Golden Thread Series - Alan Jenkins 

Category: Book Review

Precious Seed

518 pages, Paperback.
Published by Grosvenor House Publishing Ltd, Link House, 140 The Broadway, Tolworth, Surrey, KT6 7HT. 
ISBN-13: 978-1-839750-55-7. 

This book is evidence of a great deal of time spent by the writer in studying the scriptures. It is, in essence, a series of character studies under four general headings: the Patriarchs, the Pioneers, the Prophets and the Preachers. The overriding theme which unites the individuals considered in this book is their willingness to listen to the voice of God, and to follow the guidance and instruction given, in order to live lives which the Spirit of God has left on record for our learning. The opened ear and the responsive heart of those considered, provide the golden thread which runs through the book as through the scriptures from Genesis (Noah) to Revelation (John). 
 
Choice is made from the available subjects to develop certain themes which provide practical lessons for the people of God in every age. The first of the Patriarchs considered is Noah, the man who listened. His story is developed around the eight occasions when God spoke directly to him in Genesis chapters 6 to 9. This is followed by Abraham, the man who obeyed, Isaac, who submitted, Jacob, who learned, and Joseph, the man who waited. Their life stories are each told, mainly through a series of chapters with alliterative headings, which brings out the main features of the subject’s life.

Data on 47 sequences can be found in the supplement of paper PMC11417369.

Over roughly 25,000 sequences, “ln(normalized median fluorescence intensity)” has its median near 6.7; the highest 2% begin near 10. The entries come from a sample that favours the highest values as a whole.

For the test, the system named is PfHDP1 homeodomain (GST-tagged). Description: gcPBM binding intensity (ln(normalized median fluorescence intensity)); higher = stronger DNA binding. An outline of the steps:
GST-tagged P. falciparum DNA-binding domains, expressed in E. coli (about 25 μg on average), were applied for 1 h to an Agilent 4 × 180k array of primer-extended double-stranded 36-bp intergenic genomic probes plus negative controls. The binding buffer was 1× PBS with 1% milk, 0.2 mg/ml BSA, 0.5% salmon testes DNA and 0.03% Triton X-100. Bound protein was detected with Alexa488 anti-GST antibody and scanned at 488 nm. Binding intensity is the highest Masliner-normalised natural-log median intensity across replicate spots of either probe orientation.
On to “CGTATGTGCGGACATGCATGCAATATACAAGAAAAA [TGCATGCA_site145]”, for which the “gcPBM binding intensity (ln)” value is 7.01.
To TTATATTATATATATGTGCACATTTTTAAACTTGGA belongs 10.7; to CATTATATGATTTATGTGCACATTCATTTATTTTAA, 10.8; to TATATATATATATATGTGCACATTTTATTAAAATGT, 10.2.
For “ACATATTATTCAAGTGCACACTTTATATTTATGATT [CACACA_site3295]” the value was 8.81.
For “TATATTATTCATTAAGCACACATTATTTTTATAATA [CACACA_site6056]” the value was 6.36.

This structure continues throughout the chapters which follow, always maintaining the fundamental precept of willingness to obey the voice of the Lord. The blessings which resulted bear out the importance for every believer to hear and attend to the words communicated by the Spirit of God through the scriptures.  
 
As in all character studies, different readers may take an alternative view of certain events and actions, but, overall, this book maintains a consistent line in bringing out the best of those under consideration. 
 
The first section of the book is not well served by the copious and unnecessary use of uppercase words in the narrative. These disappear from part two onwards to the overall benefit of the book.